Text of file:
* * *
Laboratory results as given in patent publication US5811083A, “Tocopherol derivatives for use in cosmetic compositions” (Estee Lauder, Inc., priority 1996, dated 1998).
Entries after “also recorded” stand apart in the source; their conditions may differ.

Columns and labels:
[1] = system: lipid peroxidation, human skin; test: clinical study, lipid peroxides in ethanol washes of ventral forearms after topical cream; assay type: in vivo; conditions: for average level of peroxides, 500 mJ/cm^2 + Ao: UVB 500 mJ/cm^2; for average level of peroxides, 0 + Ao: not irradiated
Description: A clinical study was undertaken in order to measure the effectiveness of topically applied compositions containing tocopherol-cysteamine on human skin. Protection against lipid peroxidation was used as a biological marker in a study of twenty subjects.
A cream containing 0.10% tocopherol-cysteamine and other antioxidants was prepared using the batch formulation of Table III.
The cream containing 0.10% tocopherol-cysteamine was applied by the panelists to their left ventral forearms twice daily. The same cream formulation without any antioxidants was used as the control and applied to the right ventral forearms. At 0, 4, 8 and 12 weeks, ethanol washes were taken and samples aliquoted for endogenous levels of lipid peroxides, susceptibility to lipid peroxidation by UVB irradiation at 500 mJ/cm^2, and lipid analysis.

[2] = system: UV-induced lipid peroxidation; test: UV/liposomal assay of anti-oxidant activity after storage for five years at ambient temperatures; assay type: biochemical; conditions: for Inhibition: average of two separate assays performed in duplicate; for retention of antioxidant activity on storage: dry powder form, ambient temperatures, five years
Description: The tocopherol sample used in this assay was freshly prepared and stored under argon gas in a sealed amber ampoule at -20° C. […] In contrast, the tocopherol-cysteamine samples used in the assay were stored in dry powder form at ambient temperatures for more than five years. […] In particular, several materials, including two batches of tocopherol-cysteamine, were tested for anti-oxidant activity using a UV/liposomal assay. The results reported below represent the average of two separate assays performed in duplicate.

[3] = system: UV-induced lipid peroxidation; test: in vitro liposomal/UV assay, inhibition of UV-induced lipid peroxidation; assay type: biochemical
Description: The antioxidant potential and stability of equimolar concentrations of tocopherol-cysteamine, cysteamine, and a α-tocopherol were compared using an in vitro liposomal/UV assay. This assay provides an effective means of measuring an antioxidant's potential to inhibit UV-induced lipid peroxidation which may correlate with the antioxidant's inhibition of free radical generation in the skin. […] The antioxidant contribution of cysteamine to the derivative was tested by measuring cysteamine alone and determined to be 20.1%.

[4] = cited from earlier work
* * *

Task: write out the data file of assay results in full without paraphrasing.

Laboratory results as given in patent publication US5811083A, “Tocopherol derivatives for use in cosmetic compositions” (Estee Lauder, Inc., priority 1996, dated 1998).
Entries after “also recorded” stand apart in the source; their conditions may differ.

Columns and labels:
[1] = system: lipid peroxidation, human skin; test: clinical study, lipid peroxides in ethanol washes of ventral forearms after topical cream; assay type: in vivo; conditions: for average level of peroxides, 500 mJ/cm^2 + Ao: UVB 500 mJ/cm^2; for average level of peroxides, 0 + Ao: not irradiated
Description: A clinical study was undertaken in order to measure the effectiveness of topically applied compositions containing tocopherol-cysteamine on human skin. Protection against lipid peroxidation was used as a biological marker in a study of twenty subjects.
A cream containing 0.10% tocopherol-cysteamine and other antioxidants was prepared using the batch formulation of Table III.
The cream containing 0.10% tocopherol-cysteamine was applied by the panelists to their left ventral forearms twice daily. The same cream formulation without any antioxidants was used as the control and applied to the right ventral forearms. At 0, 4, 8 and 12 weeks, ethanol washes were taken and samples aliquoted for endogenous levels of lipid peroxides, susceptibility to lipid peroxidation by UVB irradiation at 500 mJ/cm^2, and lipid analysis.

[2] = system: UV-induced lipid peroxidation; test: UV/liposomal assay of anti-oxidant activity after storage for five years at ambient temperatures; assay type: biochemical; conditions: for Inhibition: average of two separate assays performed in duplicate; for retention of antioxidant activity on storage: dry powder form, ambient temperatures, five years
Description: The tocopherol sample used in this assay was freshly prepared and stored under argon gas in a sealed amber ampoule at -20° C. […] In contrast, the tocopherol-cysteamine samples used in the assay were stored in dry powder form at ambient temperatures for more than five years. […] In particular, several materials, including two batches of tocopherol-cysteamine, were tested for anti-oxidant activity using a UV/liposomal assay. The results reported below represent the average of two separate assays performed in duplicate.

[3] = system: UV-induced lipid peroxidation; test: in vitro liposomal/UV assay, inhibition of UV-induced lipid peroxidation; assay type: biochemical
Description: The antioxidant potential and stability of equimolar concentrations of tocopherol-cysteamine, cysteamine, and a α-tocopherol were compared using an in vitro liposomal/UV assay. This assay provides an effective means of measuring an antioxidant's potential to inhibit UV-induced lipid peroxidation which may correlate with the antioxidant's inhibition of free radical generation in the skin. […] The antioxidant contribution of cysteamine to the derivative was tested by measuring cysteamine alone and determined to be 20.1%.

[4] = cited from earlier work